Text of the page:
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Child refuses to do work!
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mom3x
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PostPosted: Sat Jan 26, 2008 7:31 pm    Post subject: Reply with quote

Thank you for everyones response. I will try some of these ideas with my son this following week and see what works for him. I never unschooled him so to speak, but we know from experience from the first year that we homeschooled him that a set schedual doesn't work with him so we have tried to allow him to do his work when he feels like it. I don't know if that was a good idea because he never feels like it Rolling Eyes With that I will comment on the door issue, I don't see anything wrong with taking a door off of a teenagers room if that is a way of punishment. I had my lock turned around when I was a teenager so that I couldn't lock my parents out of my room anymore and then eventually they just took the knob off all together. I was a very hard headed child, just as my son is but with him the things my parents did with me don't work with him so I have to go out and get others opions and ideas. But I am greatful for everyones responses and I hope that I find something soon that will work for him. Again a great THANK YOU to everyone that responded.
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Lily
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PostPosted: Sat Jan 26, 2008 9:25 pm    Post subject: Reply with quote

Mom3x, I think you missed the part about the door that I found upsetting:

Quote:
Whenever anyone asked "Why is your door laying in the living room", my niece had to tell them about her slamming the door (and a lot of people asked). She also hated the idea that she no longer had privacy. Something like that for the child is very helpful... and my niece has never again slammed a door. In this situation, displaying his laziness for all to see and forcing him to explain it would be great.


Humiliation is never a good way to teach a child. They learn to retreat instead of ask for help from those who should be there for them unconditionally.
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Ramona
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PostPosted: Sat Jan 26, 2008 10:21 pm    Post subject: Reply with quote

Lily wrote:
We don't starve our children here. That is an appalling idea and not only hurts the body but the spirit. A hungry child is less likely to concentrate and work, and turn in shoddy results because of that. A child who needs to eat regularly to maintain blood sugar is likely to have mood swings and be even worse because of this bullying tactic.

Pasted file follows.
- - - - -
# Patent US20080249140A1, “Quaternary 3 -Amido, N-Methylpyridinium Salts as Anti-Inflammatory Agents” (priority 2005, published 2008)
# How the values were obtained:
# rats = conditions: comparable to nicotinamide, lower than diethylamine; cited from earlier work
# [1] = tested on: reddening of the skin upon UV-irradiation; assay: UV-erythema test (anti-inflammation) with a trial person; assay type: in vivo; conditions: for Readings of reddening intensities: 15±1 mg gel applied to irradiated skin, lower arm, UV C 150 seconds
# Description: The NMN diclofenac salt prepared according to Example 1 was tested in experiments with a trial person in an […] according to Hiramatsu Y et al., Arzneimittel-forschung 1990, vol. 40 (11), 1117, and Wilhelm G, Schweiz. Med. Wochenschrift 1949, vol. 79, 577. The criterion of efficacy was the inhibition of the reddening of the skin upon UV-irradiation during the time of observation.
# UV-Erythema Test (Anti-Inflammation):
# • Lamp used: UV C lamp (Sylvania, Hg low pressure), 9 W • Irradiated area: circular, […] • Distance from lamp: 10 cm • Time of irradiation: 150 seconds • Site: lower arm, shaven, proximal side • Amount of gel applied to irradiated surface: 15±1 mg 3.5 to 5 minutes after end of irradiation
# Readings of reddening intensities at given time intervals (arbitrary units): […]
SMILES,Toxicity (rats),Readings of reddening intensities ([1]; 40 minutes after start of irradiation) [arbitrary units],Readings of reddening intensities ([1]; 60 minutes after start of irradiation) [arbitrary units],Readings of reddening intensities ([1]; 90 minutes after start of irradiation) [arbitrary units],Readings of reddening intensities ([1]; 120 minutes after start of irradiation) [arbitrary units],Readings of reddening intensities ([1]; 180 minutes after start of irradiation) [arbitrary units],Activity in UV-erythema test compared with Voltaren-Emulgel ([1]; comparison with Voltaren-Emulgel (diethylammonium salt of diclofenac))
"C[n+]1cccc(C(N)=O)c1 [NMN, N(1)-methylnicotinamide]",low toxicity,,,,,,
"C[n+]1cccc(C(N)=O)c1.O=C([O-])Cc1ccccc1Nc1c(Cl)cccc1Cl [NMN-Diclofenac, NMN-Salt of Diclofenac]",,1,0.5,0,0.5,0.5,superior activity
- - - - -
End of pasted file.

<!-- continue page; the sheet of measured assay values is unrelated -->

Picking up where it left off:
I cannot even fathom how you can connect starvation to working well.
...goals for our children. I want mine to be thinkers, independent, but a part of their community, respected and respectful.

You want yours to be obedient.


I don't know about the parent who originally posted this, but at our house, as soon as we say, "If you don't work, you don't eat" we follow it up with, "And you're going to eat, so you're going to work." ITA with your statements above about starving children.

However, for us it is true that we want our children to be obedient rather than independent. I don't mean that we want them to be obedient to us. (We do while they're little, but that's a step toward the ultimate goal.) A certain amount of independence is a good thing: independence from negative peer pressure, for example. But I mean that we want them to be obedient to laws: laws of God and laws of the land.

You cannot fathom how we can connect eating to working well? We didn't connect them. It's in the Bible.

Ramona
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Theodore
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PostPosted: Sat Jan 26, 2008 11:58 pm    Post subject: Reply with quote

Hunger is a good motivator, and even as much as a day without food isn't going to kill you unless you have serious health problems. For older kids at least, I don't see the problem? It's not like your core subject matter is going to take more than three hours or so if you work hard, it's your own fault if you go hungry.